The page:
Academic Articles

#BlackLivesMatter: Are your children too young to talk about race?

Jul 15, 2020 | By Lauren Martin
#BlackLivesMatter: Are your children too young to talk about race?

“Silence about race can reinforce racism by letting children draw their own conclusions.”

“When you avoid talking about race or gender with kids to “protect their innocence”, which kids are you really protecting?”

People are not too old to change or too young to learn about racism. People of all ages need to be challenged on their prejudiced views and attitudes and held accountable for them.

Black children learn about living in a racist society from the start of their lives. Parents of children of colour don’t have the choice about whether they should speak about race and racism with their children because their children will be confronted with racism in their everyday lives. 

As white parents, it is not enough to tell your children ‘we are all equal’ and believe that you have done enough to fight for justice in a society riddled with racism and divide. You have a responsibility to do better for your children and for society.

Tehne Wright (SACAP Educator and Counselling Psychologist) states, “when one comes from a position of privilege, conversations about race and oppression are very difficult to have with children, and that is mainly because as these conversations unfold your position of privilege is highlighted and so we make excuses about protecting children’s innocence when as parents we are trying to protect ourselves from acknowledging the role we play within a racist society.”

Knowing where to start or how to make a change can be difficult for parents, but there are ways parents can start being part of the solution.

“When one comes from a position of privilege, conversations about race and oppression are very difficult to have.”

Tehne Wright

6 ways parents can be a part of the change:

  1. It starts at home: As parents, it is important we are cognizant of the subtle influences around our children. Are we looking at whether our children have Black educators or leaders at school; whether the classrooms or social gatherings are filled with children that only look like them. Do your children read books with Black main characters; or you aware of what version of our history you are teaching your children? As parents, we can be more deliberate in our upbringing, teaching and influences.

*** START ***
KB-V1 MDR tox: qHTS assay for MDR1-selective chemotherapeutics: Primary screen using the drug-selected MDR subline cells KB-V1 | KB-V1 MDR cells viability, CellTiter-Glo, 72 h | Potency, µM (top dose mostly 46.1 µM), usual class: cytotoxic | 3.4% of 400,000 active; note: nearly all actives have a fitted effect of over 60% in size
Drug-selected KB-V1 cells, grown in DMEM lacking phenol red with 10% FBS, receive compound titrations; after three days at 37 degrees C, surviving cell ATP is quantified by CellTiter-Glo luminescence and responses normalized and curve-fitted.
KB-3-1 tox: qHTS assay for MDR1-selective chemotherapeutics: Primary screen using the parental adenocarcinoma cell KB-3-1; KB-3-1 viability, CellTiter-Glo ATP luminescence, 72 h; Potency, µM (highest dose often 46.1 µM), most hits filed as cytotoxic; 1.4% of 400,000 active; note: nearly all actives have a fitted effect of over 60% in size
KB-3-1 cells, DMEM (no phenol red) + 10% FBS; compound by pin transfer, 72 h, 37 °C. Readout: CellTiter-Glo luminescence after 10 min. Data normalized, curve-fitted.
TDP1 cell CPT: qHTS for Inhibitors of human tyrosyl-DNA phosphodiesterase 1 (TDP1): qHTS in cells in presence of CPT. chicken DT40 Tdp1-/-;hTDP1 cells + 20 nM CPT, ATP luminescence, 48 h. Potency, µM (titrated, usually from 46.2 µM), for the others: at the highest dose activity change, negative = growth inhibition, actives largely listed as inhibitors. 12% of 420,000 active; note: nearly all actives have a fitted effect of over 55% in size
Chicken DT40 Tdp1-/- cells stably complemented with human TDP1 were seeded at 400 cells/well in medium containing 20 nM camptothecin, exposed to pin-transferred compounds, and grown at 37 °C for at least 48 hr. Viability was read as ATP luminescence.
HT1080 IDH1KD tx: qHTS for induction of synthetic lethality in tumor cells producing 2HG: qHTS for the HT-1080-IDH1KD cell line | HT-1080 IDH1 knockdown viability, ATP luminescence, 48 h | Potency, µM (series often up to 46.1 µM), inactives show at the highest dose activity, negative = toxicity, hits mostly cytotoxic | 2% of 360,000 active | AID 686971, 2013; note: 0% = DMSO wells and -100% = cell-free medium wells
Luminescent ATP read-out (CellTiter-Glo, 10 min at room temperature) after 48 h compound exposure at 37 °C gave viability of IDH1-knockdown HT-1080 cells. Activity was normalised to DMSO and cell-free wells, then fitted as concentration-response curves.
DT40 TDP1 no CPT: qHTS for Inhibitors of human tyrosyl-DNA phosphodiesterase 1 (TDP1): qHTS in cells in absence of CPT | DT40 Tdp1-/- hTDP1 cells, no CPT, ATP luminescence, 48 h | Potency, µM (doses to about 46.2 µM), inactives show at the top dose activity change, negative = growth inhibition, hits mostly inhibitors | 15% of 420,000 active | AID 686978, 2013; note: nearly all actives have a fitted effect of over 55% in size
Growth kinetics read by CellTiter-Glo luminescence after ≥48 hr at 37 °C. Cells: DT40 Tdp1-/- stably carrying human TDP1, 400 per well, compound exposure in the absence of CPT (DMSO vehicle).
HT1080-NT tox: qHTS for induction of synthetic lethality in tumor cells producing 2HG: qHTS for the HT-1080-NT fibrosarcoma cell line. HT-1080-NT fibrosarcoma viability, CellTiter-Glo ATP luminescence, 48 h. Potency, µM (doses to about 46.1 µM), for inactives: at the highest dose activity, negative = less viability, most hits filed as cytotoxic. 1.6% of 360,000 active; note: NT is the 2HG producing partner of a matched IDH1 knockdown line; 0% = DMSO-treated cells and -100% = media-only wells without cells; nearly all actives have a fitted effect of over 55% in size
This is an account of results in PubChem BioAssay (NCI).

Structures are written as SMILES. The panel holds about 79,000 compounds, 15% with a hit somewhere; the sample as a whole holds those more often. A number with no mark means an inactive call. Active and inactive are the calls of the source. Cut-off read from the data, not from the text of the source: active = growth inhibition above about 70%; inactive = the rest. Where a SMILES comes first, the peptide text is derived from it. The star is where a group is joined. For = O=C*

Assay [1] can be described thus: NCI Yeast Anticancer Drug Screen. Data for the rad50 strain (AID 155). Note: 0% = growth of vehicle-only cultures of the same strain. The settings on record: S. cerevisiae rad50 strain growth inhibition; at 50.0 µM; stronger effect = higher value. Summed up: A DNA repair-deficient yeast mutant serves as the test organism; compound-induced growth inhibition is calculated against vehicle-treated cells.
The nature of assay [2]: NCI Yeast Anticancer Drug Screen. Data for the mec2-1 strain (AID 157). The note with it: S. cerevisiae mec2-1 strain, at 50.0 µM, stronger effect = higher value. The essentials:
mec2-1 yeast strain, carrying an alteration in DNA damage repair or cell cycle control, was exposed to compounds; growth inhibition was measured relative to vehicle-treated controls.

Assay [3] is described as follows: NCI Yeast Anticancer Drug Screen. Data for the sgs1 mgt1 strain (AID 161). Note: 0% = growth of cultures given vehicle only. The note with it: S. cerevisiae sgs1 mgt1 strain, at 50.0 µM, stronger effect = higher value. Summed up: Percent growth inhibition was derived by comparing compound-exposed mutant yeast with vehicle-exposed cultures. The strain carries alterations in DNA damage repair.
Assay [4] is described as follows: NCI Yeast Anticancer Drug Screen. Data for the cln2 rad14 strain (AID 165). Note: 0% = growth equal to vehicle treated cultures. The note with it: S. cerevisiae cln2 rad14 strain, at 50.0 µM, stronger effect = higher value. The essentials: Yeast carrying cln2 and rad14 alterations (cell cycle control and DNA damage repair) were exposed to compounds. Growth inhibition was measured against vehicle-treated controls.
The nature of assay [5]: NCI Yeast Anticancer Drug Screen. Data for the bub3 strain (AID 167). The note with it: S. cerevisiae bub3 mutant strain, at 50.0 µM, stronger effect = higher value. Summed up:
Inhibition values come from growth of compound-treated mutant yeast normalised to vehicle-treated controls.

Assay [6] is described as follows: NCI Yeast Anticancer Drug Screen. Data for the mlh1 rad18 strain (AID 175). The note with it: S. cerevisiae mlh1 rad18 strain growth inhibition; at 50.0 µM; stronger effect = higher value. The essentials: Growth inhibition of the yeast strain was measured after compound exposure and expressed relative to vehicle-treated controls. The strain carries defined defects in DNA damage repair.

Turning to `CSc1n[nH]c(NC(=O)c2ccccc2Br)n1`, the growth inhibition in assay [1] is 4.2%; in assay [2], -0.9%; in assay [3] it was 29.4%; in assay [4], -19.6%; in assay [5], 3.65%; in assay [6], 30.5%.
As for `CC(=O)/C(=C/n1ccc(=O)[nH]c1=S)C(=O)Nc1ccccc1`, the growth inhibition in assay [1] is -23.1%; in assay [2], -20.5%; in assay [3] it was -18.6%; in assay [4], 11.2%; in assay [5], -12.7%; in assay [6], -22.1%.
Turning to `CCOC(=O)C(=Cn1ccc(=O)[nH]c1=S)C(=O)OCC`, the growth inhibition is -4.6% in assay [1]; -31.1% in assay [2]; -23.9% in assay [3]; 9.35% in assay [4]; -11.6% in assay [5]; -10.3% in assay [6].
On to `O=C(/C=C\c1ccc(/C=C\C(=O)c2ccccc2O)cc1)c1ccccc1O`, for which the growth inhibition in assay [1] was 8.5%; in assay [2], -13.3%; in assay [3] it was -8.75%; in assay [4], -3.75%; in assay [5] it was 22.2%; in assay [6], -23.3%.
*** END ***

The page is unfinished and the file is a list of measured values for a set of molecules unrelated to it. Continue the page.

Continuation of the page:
2. Empower children to be socially aware: Tehne states that we should “raise children who do not negate others experiences or belittle them by saying things like ‘Apartheid ended so long ago though and it wasn’t my fault’ because when we are aware of what systemic racism is, and how long lasting the effects are, we know that statements that negate the impact of historic racist policies and actions cannot be tolerated. Raise children who actively defend fundamental human rights for everybody by modelling that behaviour for them.”
  3. Talk to your children: Natalie Donaldson (SACAP’s Head of Teaching and Learning CT Campus) says “Simply, do better than what your own parents and family did. Talk about racism and prejudice and raise your children to be activists against racism and any form of prejudice. Talk about white privilege, what it is, what it means, and what you can do with it to challenge racism. Also, parents need to start by acknowledging their own white privilege and the ways in which they maintain and perpetuate racism or racist beliefs. Parents must set an example for their children and be role models in the fight against racism, so that their children can see how it can be done.”
  4. Evaluate your own beliefs and biases: Jogini Packery (Counselling Psychologist and SACAP’s Head of JNB Campus) mentions that “parents can start by evaluating their own values and ideas about racism and privilege. It is important for them to talk to their kids about the past challenges in South Africa and how it still impacts on the lives of many South Africans. An example that is close to home is academic success. Many students do not go home after university or college to homes where they can receive support with their studies, because they do not have family members who have previously attended higher education training. This, coupled with added responsibilities in the home, impacts on their ability to reach their full academic potential. Thus, racial inequality remains a reality for many South Africans, even those privileged enough to access higher education.”
  5. Be appropriate role models: Ashley Motene (Industrial Psychologist and SACAP’s Management and Leadership Programme Developer) states “parents can empower their children by teaching them to not be colour blind & defensive because it disempowers those most generationally affected because of their colour. In teaching self-responsibility, as a parent or mentor, practically model a just, courageously inclusive & loving way to dismantle discrimination in everyday living.
  6. Acknowledgment and exposure: Tehne Wright further points out that “we empower our children to change society by firstly openly acknowledging that systemic racism exists and making them aware of it. Thereafter, our role as anti-racist parents is to raise children who are exposed to the realities of the country and world that we live in.

Written by: Lauren Martin, Counselling Psychologist and Head of Faculty: Applied Psychology

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